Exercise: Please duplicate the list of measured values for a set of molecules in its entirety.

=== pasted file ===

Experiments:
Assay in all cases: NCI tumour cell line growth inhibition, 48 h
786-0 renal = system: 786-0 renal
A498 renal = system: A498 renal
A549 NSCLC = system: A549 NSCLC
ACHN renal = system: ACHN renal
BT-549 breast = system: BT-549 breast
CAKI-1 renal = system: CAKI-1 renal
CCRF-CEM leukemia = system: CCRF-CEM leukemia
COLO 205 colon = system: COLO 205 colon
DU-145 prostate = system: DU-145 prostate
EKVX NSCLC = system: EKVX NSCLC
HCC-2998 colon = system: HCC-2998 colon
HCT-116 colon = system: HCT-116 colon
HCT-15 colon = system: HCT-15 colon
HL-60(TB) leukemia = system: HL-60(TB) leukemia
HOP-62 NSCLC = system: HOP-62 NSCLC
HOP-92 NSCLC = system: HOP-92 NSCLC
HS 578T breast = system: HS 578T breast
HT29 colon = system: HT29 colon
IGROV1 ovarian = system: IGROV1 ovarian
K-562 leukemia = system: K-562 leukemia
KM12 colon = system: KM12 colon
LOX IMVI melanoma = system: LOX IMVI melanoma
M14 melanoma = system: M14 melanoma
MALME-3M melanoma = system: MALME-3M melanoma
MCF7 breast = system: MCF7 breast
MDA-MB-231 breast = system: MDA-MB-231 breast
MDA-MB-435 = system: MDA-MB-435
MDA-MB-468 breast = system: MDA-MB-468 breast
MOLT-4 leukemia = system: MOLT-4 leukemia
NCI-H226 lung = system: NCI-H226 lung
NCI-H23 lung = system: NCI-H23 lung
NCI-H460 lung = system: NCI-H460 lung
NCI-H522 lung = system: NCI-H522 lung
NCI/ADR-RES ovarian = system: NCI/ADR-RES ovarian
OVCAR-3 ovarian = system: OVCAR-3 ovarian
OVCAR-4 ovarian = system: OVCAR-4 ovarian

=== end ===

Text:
Experiments:
Assay in all cases: NCI tumour cell line growth inhibition, 48 h
786-0 renal = system: 786-0 renal
A498 renal = system: A498 renal
A549 NSCLC = system: A549 NSCLC
ACHN renal = system: ACHN renal
BT-549 breast = system: BT-549 breast
CAKI-1 renal = system: CAKI-1 renal
CCRF-CEM leukemia = system: CCRF-CEM leukemia
COLO 205 colon = system: COLO 205 colon
DU-145 prostate = system: DU-145 prostate
EKVX NSCLC = system: EKVX NSCLC
HCC-2998 colon = system: HCC-2998 colon
HCT-116 colon = system: HCT-116 colon
HCT-15 colon = system: HCT-15 colon
HL-60(TB) leukemia = system: HL-60(TB) leukemia
HOP-62 NSCLC = system: HOP-62 NSCLC
HOP-92 NSCLC = system: HOP-92 NSCLC
HS 578T breast = system: HS 578T breast
HT29 colon = system: HT29 colon
IGROV1 ovarian = system: IGROV1 ovarian
K-562 leukemia = system: K-562 leukemia
KM12 colon = system: KM12 colon
LOX IMVI melanoma = system: LOX IMVI melanoma
M14 melanoma = system: M14 melanoma
MALME-3M melanoma = system: MALME-3M melanoma
MCF7 breast = system: MCF7 breast
MDA-MB-231 breast = system: MDA-MB-231 breast
MDA-MB-435 = system: MDA-MB-435
MDA-MB-468 breast = system: MDA-MB-468 breast
MOLT-4 leukemia = system: MOLT-4 leukemia
NCI-H226 lung = system: NCI-H226 lung
NCI-H23 lung = system: NCI-H23 lung
NCI-H460 lung = system: NCI-H460 lung
NCI-H522 lung = system: NCI-H522 lung
NCI/ADR-RES ovarian = system: NCI/ADR-RES ovarian
OVCAR-3 ovarian = system: OVCAR-3 ovarian
OVCAR-4 ovarian = system: OVCAR-4 ovarian